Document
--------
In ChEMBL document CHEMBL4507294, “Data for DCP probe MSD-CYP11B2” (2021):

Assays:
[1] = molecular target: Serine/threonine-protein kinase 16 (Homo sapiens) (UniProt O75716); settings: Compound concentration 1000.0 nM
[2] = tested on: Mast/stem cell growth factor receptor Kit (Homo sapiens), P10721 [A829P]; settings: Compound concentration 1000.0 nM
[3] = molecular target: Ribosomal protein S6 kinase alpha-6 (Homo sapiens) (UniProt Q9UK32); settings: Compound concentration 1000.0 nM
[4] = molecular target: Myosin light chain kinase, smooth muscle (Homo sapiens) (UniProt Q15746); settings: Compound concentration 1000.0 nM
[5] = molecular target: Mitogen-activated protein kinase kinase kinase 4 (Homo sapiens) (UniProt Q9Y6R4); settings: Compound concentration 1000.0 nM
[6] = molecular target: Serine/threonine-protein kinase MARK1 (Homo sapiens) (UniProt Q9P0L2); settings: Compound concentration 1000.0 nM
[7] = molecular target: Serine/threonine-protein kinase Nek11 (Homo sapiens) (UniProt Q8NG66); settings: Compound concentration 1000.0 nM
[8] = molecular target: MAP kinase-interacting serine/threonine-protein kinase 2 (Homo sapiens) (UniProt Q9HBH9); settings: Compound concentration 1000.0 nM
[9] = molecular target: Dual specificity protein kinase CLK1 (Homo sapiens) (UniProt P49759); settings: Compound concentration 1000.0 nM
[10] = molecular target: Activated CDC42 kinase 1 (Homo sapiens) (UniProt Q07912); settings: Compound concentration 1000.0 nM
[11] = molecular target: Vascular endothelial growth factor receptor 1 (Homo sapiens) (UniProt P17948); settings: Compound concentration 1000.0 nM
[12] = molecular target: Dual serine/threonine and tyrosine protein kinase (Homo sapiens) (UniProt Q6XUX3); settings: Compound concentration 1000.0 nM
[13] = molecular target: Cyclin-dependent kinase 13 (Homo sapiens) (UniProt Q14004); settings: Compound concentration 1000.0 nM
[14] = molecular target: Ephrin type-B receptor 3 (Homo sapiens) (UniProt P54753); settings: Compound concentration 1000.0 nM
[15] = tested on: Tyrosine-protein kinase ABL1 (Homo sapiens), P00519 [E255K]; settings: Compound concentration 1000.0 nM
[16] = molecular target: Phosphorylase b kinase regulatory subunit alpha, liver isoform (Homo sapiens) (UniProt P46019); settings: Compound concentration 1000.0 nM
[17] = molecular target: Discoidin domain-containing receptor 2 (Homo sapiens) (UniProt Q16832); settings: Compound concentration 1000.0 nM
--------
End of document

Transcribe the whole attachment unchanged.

In ChEMBL document CHEMBL4507294, “Data for DCP probe MSD-CYP11B2” (2021):

Assays:
[1] = molecular target: Serine/threonine-protein kinase 16 (Homo sapiens) (UniProt O75716); settings: Compound concentration 1000.0 nM
[2] = tested on: Mast/stem cell growth factor receptor Kit (Homo sapiens), P10721 [A829P]; settings: Compound concentration 1000.0 nM
[3] = molecular target: Ribosomal protein S6 kinase alpha-6 (Homo sapiens) (UniProt Q9UK32); settings: Compound concentration 1000.0 nM
[4] = molecular target: Myosin light chain kinase, smooth muscle (Homo sapiens) (UniProt Q15746); settings: Compound concentration 1000.0 nM
[5] = molecular target: Mitogen-activated protein kinase kinase kinase 4 (Homo sapiens) (UniProt Q9Y6R4); settings: Compound concentration 1000.0 nM
[6] = molecular target: Serine/threonine-protein kinase MARK1 (Homo sapiens) (UniProt Q9P0L2); settings: Compound concentration 1000.0 nM
[7] = molecular target: Serine/threonine-protein kinase Nek11 (Homo sapiens) (UniProt Q8NG66); settings: Compound concentration 1000.0 nM
[8] = molecular target: MAP kinase-interacting serine/threonine-protein kinase 2 (Homo sapiens) (UniProt Q9HBH9); settings: Compound concentration 1000.0 nM
[9] = molecular target: Dual specificity protein kinase CLK1 (Homo sapiens) (UniProt P49759); settings: Compound concentration 1000.0 nM
[10] = molecular target: Activated CDC42 kinase 1 (Homo sapiens) (UniProt Q07912); settings: Compound concentration 1000.0 nM
[11] = molecular target: Vascular endothelial growth factor receptor 1 (Homo sapiens) (UniProt P17948); settings: Compound concentration 1000.0 nM
[12] = molecular target: Dual serine/threonine and tyrosine protein kinase (Homo sapiens) (UniProt Q6XUX3); settings: Compound concentration 1000.0 nM
[13] = molecular target: Cyclin-dependent kinase 13 (Homo sapiens) (UniProt Q14004); settings: Compound concentration 1000.0 nM
[14] = molecular target: Ephrin type-B receptor 3 (Homo sapiens) (UniProt P54753); settings: Compound concentration 1000.0 nM
[15] = tested on: Tyrosine-protein kinase ABL1 (Homo sapiens), P00519 [E255K]; settings: Compound concentration 1000.0 nM
[16] = molecular target: Phosphorylase b kinase regulatory subunit alpha, liver isoform (Homo sapiens) (UniProt P46019); settings: Compound concentration 1000.0 nM
[17] = molecular target: Discoidin domain-containing receptor 2 (Homo sapiens) (UniProt Q16832); settings: Compound concentration 1000.0 nM